Slow PC problems? Don't be so quick to reboot - you might be able to cure what ails you with some Windows Task Manager tricks. Here's how
The Processes tab is really the heart of Task Manager. This tab has the most useful information when it comes to troubleshooting and identifying issues, and it provides the most effective tools for resolving those issues.
First, let's go over the information that is displayed on the Processes tab. It shows five columns of information by default: Image Name (the process), User Name (the user account context the process is running in), CPU (the percentage of the processor being used by that process), Memory (the amount of system RAM being used by that process), and Description (a more understandable description of what the process is).
You can sort the processes using any of the columns - simply click the column that you want to use as the primary sort filter. If you click Image Name, the processes will be sorted alphabetically (or reverse alphabetically). Generally, you will want either to sort the processes alphabetically to make it easier to find a specific process, or to sort based on CPU or Memory to identify the processes that are hogging system resources.
For example, if your PC is slow and unresponsive, but all of the programs on the Applications tab appear to be running fine, you can sort the Processes tab based on the CPU or Memory column to see if a particular process is using up a huge chunk of the available resources. You might also be able to identify suspicious or malicious activity. If you find processor or memory resources being consumed by processes that you don't recognise or can't make out which application they belong to.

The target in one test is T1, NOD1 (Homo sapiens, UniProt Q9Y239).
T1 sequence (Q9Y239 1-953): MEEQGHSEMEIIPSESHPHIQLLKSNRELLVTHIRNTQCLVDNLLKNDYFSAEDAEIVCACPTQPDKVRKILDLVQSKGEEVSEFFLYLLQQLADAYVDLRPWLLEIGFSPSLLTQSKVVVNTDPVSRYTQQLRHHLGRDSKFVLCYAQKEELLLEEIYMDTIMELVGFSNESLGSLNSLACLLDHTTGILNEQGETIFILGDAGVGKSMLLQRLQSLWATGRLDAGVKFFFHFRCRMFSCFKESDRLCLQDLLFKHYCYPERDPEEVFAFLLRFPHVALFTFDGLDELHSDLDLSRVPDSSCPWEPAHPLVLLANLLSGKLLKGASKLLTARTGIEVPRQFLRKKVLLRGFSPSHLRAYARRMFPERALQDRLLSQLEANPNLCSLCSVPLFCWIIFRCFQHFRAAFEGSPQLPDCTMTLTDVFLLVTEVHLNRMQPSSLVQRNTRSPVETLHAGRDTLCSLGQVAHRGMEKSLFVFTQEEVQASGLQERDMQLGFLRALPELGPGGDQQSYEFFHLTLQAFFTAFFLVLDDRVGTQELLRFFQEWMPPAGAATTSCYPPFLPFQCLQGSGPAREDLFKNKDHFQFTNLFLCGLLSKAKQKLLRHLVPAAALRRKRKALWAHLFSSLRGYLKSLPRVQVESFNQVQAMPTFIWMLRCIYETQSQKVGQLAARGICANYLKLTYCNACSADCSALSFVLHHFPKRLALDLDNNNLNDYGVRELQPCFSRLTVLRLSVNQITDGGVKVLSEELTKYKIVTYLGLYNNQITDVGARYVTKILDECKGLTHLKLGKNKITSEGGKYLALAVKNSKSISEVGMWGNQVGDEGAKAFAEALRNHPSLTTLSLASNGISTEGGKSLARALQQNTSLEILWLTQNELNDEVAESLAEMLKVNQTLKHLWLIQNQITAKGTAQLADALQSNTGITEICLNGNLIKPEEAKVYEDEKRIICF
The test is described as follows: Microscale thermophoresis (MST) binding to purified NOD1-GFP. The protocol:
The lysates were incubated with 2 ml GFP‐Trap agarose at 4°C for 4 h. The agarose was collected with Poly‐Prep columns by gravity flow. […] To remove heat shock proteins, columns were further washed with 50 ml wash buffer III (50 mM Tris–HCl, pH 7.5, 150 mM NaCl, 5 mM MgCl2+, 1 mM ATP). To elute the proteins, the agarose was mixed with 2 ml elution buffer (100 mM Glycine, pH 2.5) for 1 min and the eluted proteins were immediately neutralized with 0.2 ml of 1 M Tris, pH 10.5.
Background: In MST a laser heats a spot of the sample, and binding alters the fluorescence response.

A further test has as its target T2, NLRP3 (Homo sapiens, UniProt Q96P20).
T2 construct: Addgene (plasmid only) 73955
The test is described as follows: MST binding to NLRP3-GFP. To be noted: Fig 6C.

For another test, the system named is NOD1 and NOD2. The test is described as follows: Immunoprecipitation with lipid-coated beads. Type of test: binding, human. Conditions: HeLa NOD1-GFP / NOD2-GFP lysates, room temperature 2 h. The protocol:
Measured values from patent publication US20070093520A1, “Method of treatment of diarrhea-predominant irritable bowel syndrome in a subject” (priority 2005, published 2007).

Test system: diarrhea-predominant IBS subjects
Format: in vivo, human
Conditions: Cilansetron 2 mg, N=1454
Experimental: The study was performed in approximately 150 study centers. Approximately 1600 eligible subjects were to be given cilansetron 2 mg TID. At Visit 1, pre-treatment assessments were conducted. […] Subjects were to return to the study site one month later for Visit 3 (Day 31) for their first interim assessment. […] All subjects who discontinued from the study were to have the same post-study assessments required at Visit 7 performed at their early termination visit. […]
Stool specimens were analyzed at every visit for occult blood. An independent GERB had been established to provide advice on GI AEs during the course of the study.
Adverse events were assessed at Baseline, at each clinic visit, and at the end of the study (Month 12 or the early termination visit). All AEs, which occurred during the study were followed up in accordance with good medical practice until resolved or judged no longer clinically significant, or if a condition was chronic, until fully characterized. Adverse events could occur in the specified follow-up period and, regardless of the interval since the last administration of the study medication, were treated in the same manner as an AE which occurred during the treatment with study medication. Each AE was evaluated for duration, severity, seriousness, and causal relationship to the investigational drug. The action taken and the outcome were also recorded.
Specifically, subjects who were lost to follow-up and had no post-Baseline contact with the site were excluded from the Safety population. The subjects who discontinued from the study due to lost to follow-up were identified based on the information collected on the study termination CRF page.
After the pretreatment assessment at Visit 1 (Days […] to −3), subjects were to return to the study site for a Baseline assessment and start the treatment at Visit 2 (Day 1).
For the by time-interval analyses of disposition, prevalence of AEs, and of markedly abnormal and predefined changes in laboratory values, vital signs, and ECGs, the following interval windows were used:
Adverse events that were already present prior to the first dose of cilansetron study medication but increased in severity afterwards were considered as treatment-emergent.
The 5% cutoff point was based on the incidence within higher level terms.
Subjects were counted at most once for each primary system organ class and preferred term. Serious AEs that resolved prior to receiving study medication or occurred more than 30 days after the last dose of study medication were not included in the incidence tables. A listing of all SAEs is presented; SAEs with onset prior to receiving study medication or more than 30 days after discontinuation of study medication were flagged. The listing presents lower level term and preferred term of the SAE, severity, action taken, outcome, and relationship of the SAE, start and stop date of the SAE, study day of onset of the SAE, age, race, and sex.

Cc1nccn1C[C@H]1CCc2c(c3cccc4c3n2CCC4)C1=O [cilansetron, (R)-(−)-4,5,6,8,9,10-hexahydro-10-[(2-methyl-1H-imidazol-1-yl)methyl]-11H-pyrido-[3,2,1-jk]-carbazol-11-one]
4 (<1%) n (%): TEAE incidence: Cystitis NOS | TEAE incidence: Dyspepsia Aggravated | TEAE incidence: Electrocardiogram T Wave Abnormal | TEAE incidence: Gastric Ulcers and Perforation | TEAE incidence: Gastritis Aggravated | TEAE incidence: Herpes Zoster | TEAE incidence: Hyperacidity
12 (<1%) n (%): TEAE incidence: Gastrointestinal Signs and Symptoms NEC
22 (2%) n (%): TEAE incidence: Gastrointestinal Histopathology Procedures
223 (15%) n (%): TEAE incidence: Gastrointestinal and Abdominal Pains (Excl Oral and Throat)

First, though, click the checkbox at the bottom of the Processes tab next to 'Show processes from all users'. If you sort the Processes based on the CPU column, you will most likely notice that adding up the numbers of the processor percentage in use by the displayed processes does not match the CPU usage reported in the dashboard at the bottom of the Task Manager. That's because the Processes tab displays only the tabs running in the logged-in user's context by default - so system processes and processes from other users aren't shown unless you click this checkbox.
The CPU and Memory columns are the most useful ways to identify problem processes, especially if you have already tried End Task on the Applications tab and found that the program is too stubborn to shut down. Sort based on the CPU or Memory column to find the process hogging the system resources, select it, and click the End Process button at the bottom of the Processes tab. End Process is typically much more effective than End Task - even for tenacious processes.
The Processes tab also offers more customisability than the other tabs. Click View at the top of Task Manager, and choose Select Columns to see a list of all of the other information you can display in the Processes tab columns. One custom column I highly recommend adding is process ID - or PID. It will come in handy when trying to work with the Services tab because the Services can be filtered based on the associated PID to make it easier to match the processes and services that go together.
Another very handy column to add is Image Path Name. This column lists the path to the location of the executable for the process in question. This can help you determine what the actual application is that is behind an errant process, or help you locate where malware executables might be hidden on your system.
NEXT PAGE: Services tab